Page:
Just after the publication of a study about intermittent explosive disorder (IED) in June 2006, the political commentator John McLaughlin had it on the agenda for his weekly television show. He introduced the issue like this:
"Road rage drivers are not just angry. They're crazy. So says research from Harvard and from the University of Chicago. The new sickness is called intermittent explosive disorder or IED. IED sufferers have abnormal areas of the brain that are supposed to control anger. "
The panelists then exchanged some amused banter.
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What Is Intermittent Explosive Disorder?
A person with IED is not crazy. IED is a disorder of impulse control. This means that an individual has difficulty resisting aggressive urges. This results in angry outbursts and destructive behavior that is out of proportion to the situation. A person with IED might assault another person or damage property.
This disorder came to the attention of news media at the time because of a June, 2006 article in the Archives of General Psychiatry, quoted in the McLaughlin program.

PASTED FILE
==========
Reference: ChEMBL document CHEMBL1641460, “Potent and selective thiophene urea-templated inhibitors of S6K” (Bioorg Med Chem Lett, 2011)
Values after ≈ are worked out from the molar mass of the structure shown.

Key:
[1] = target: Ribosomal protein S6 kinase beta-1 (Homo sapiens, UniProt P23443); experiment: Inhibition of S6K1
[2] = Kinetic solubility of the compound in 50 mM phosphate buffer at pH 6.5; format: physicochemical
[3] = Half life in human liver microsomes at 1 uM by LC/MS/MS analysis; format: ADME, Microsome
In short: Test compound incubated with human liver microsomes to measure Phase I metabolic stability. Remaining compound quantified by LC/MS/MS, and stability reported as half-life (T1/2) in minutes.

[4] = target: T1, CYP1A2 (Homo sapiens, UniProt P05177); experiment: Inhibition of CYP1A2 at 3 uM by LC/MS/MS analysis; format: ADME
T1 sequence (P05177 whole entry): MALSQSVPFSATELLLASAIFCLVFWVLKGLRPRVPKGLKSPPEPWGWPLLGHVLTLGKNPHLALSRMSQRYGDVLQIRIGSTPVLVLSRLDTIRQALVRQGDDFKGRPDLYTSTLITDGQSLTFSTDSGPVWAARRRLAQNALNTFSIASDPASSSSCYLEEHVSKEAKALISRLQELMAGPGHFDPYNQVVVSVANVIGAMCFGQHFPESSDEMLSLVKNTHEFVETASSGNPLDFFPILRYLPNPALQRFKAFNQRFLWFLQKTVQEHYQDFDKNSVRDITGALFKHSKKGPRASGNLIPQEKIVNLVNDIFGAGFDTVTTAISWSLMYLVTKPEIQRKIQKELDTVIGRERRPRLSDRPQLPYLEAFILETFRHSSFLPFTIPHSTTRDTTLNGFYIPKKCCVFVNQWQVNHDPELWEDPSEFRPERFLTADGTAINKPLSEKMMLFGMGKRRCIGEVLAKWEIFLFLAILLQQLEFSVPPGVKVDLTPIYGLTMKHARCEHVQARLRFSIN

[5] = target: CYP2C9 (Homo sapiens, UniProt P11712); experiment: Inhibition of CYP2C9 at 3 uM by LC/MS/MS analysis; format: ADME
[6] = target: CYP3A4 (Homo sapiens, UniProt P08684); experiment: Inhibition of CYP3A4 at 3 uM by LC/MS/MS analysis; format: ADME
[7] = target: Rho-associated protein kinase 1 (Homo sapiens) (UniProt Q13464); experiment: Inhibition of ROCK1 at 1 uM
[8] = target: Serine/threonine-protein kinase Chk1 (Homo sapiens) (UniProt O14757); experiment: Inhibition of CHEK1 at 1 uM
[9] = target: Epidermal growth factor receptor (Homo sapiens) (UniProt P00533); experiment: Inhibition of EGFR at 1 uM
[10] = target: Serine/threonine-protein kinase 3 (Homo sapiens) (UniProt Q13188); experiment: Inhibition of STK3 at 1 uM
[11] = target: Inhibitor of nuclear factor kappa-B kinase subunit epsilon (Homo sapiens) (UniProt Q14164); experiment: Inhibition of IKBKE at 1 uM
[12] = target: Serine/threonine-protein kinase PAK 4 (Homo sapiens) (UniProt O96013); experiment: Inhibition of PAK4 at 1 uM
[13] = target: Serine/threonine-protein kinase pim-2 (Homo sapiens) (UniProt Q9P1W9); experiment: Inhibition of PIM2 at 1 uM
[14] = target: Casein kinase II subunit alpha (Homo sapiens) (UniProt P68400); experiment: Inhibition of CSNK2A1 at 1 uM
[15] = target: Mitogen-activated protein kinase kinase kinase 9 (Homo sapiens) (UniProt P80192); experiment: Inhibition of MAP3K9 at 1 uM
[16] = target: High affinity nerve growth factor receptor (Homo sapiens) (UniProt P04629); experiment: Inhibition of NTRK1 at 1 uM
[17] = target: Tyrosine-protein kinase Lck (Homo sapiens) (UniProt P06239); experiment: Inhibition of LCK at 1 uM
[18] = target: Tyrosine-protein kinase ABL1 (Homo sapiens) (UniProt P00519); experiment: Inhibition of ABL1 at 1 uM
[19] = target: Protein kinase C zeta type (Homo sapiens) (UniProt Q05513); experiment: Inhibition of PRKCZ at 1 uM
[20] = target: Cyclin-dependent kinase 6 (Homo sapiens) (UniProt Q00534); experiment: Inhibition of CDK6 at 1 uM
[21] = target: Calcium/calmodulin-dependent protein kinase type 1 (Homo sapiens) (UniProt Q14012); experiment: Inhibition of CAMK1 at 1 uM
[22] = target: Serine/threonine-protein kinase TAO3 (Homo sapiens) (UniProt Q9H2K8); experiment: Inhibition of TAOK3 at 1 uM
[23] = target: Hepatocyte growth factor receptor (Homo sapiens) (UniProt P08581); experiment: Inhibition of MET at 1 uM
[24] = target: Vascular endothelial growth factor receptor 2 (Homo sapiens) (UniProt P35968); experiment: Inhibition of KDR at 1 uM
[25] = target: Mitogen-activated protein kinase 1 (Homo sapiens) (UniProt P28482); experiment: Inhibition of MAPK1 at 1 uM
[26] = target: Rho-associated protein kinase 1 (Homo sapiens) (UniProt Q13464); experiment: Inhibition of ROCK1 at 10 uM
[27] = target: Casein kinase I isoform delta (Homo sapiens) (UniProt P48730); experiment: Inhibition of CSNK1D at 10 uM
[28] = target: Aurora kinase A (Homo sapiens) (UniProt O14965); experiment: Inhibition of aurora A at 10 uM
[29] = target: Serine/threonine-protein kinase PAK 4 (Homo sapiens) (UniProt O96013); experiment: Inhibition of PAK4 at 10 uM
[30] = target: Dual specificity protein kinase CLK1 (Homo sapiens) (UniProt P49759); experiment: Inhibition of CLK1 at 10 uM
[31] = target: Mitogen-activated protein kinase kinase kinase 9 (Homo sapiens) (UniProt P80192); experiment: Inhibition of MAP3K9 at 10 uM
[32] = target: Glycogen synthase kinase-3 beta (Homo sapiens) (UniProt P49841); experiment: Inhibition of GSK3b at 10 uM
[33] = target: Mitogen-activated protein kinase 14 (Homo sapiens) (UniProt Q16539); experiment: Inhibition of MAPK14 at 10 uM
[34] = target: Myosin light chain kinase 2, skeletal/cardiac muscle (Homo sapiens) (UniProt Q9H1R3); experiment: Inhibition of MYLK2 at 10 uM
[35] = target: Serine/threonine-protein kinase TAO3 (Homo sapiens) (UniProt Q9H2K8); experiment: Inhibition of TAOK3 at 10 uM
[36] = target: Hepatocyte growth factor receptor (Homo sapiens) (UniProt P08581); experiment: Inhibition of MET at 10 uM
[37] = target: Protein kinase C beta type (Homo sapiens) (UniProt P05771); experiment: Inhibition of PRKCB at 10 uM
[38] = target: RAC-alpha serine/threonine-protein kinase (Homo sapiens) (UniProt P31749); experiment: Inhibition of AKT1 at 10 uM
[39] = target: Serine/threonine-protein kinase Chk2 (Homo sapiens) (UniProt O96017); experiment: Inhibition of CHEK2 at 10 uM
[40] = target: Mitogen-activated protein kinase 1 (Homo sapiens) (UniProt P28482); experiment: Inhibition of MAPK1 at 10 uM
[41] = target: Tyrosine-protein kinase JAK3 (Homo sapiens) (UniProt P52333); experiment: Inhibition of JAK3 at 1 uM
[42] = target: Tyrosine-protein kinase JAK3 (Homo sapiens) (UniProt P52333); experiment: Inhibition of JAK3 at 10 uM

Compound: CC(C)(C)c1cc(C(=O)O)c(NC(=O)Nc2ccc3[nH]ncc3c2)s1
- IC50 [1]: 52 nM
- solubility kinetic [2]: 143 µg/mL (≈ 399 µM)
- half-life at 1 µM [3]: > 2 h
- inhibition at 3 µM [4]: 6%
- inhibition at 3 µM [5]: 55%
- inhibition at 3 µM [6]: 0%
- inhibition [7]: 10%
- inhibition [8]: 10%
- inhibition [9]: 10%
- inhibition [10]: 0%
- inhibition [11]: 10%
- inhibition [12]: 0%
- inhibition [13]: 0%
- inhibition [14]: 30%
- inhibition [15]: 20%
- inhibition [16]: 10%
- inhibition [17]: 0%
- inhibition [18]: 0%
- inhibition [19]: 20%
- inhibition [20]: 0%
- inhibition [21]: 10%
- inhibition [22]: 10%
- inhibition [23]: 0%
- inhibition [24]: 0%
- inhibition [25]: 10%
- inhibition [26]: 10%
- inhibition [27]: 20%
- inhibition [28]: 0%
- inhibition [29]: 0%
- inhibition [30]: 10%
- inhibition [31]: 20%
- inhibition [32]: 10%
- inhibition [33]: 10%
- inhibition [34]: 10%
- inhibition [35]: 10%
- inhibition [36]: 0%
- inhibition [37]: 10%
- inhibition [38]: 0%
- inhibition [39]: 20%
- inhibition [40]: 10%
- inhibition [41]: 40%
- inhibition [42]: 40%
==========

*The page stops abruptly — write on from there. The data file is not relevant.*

Researchers from Harvard and the University of Chicago surveyed thousands of people and found that IED was more common than previously thought: More than 7% of the people had responded to situations with uncontrollable anger at some point in their life. (This means that IED affects as many as 16 million Americans.) Almost three-quarters of those had a history of attacking people when they were angry. They also found that the disorder starts early — around age 14 — in many cases starting before any other psychiatric problem becomes apparent.
And, by the way, that research does not say that people with this cluster of symptoms and behaviors are, as Mr. McLaughlin would have had it, "crazy."
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Violence Is Common
These new data remind us how widespread violence is. IED doesn't affect any one cultural or socioeconomic group more than another, although younger people are more susceptible than older people. Also there are a wide variety of causes and consequences, with genetics (heredity) and environmental factors contributing equally.
More than 80% of the people surveyed met the criteria for at least one other psychiatric disorders that fell into one of the following categories: